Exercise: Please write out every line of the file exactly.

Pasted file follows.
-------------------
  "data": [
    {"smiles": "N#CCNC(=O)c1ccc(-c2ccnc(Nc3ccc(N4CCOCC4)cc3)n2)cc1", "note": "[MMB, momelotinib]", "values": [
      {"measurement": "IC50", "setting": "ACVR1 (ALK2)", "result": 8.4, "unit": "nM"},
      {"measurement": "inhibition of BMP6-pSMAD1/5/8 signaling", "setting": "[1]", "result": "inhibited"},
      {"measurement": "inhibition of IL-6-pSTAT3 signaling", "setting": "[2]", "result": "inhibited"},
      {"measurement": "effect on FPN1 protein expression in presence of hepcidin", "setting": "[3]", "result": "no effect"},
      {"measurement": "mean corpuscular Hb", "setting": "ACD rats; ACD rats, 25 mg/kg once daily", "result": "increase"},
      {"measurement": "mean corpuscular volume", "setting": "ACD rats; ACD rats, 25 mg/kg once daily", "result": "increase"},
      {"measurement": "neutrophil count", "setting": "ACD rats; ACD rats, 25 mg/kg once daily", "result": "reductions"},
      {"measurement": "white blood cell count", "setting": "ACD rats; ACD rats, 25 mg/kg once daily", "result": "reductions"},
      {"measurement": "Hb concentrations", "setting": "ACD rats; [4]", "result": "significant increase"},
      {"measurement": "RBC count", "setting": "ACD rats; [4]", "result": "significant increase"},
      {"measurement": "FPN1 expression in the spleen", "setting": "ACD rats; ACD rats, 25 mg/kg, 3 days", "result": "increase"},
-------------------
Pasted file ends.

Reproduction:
  "data": [
    {"smiles": "N#CCNC(=O)c1ccc(-c2ccnc(Nc3ccc(N4CCOCC4)cc3)n2)cc1", "note": "[MMB, momelotinib]", "values": [
      {"measurement": "IC50", "setting": "ACVR1 (ALK2)", "result": 8.4, "unit": "nM"},
      {"measurement": "inhibition of BMP6-pSMAD1/5/8 signaling", "setting": "[1]", "result": "inhibited"},
      {"measurement": "inhibition of IL-6-pSTAT3 signaling", "setting": "[2]", "result": "inhibited"},
      {"measurement": "effect on FPN1 protein expression in presence of hepcidin", "setting": "[3]", "result": "no effect"},
      {"measurement": "mean corpuscular Hb", "setting": "ACD rats; ACD rats, 25 mg/kg once daily", "result": "increase"},
      {"measurement": "mean corpuscular volume", "setting": "ACD rats; ACD rats, 25 mg/kg once daily", "result": "increase"},
      {"measurement": "neutrophil count", "setting": "ACD rats; ACD rats, 25 mg/kg once daily", "result": "reductions"},
      {"measurement": "white blood cell count", "setting": "ACD rats; ACD rats, 25 mg/kg once daily", "result": "reductions"},
      {"measurement": "Hb concentrations", "setting": "ACD rats; [4]", "result": "significant increase"},
      {"measurement": "RBC count", "setting": "ACD rats; [4]", "result": "significant increase"},
      {"measurement": "FPN1 expression in the spleen", "setting": "ACD rats; ACD rats, 25 mg/kg, 3 days", "result": "increase"},